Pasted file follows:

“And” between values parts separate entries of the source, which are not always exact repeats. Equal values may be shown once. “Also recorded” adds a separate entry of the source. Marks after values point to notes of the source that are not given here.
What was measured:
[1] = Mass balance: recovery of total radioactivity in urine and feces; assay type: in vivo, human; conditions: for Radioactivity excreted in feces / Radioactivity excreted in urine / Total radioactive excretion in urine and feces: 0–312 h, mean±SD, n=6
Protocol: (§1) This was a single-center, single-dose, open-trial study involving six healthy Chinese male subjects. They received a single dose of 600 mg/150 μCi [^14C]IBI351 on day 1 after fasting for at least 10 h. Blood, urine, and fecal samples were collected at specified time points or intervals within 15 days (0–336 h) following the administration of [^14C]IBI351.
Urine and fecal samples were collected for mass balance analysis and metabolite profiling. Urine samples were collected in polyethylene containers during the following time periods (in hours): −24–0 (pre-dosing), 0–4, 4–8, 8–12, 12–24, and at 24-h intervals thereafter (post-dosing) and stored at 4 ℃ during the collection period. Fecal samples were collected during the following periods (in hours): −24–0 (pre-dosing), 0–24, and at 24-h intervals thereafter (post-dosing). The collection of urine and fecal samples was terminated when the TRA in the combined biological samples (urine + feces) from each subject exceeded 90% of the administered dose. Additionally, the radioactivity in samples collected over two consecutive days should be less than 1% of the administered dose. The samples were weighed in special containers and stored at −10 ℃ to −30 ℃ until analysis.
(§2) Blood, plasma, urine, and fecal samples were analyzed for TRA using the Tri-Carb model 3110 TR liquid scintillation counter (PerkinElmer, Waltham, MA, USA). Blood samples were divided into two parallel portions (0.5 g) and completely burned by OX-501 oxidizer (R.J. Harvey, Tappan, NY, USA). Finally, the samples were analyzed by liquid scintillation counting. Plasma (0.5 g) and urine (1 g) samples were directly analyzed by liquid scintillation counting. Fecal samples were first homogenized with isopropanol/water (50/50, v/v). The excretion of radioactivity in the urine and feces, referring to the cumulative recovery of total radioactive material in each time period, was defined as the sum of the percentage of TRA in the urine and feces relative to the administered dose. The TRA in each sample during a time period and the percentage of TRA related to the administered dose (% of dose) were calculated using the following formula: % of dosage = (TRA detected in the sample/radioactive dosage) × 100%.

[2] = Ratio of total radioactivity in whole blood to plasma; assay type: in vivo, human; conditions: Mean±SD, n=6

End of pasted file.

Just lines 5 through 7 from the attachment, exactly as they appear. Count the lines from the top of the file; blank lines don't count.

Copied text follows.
Urine and fecal samples were collected for mass balance analysis and metabolite profiling. Urine samples were collected in polyethylene containers during the following time periods (in hours): −24–0 (pre-dosing), 0–4, 4–8, 8–12, 12–24, and at 24-h intervals thereafter (post-dosing) and stored at 4 ℃ during the collection period. Fecal samples were collected during the following periods (in hours): −24–0 (pre-dosing), 0–24, and at 24-h intervals thereafter (post-dosing). The collection of urine and fecal samples was terminated when the TRA in the combined biological samples (urine + feces) from each subject exceeded 90% of the administered dose. Additionally, the radioactivity in samples collected over two consecutive days should be less than 1% of the administered dose. The samples were weighed in special containers and stored at −10 ℃ to −30 ℃ until analysis.
(§2) Blood, plasma, urine, and fecal samples were analyzed for TRA using the Tri-Carb model 3110 TR liquid scintillation counter (PerkinElmer, Waltham, MA, USA). Blood samples were divided into two parallel portions (0.5 g) and completely burned by OX-501 oxidizer (R.J. Harvey, Tappan, NY, USA). Finally, the samples were analyzed by liquid scintillation counting. Plasma (0.5 g) and urine (1 g) samples were directly analyzed by liquid scintillation counting. Fecal samples were first homogenized with isopropanol/water (50/50, v/v). The excretion of radioactivity in the urine and feces, referring to the cumulative recovery of total radioactive material in each time period, was defined as the sum of the percentage of TRA in the urine and feces relative to the administered dose. The TRA in each sample during a time period and the percentage of TRA related to the administered dose (% of dose) were calculated using the following formula: % of dosage = (TRA detected in the sample/radioactive dosage) × 100%.

[2] = Ratio of total radioactivity in whole blood to plasma; assay type: in vivo, human; conditions: Mean±SD, n=6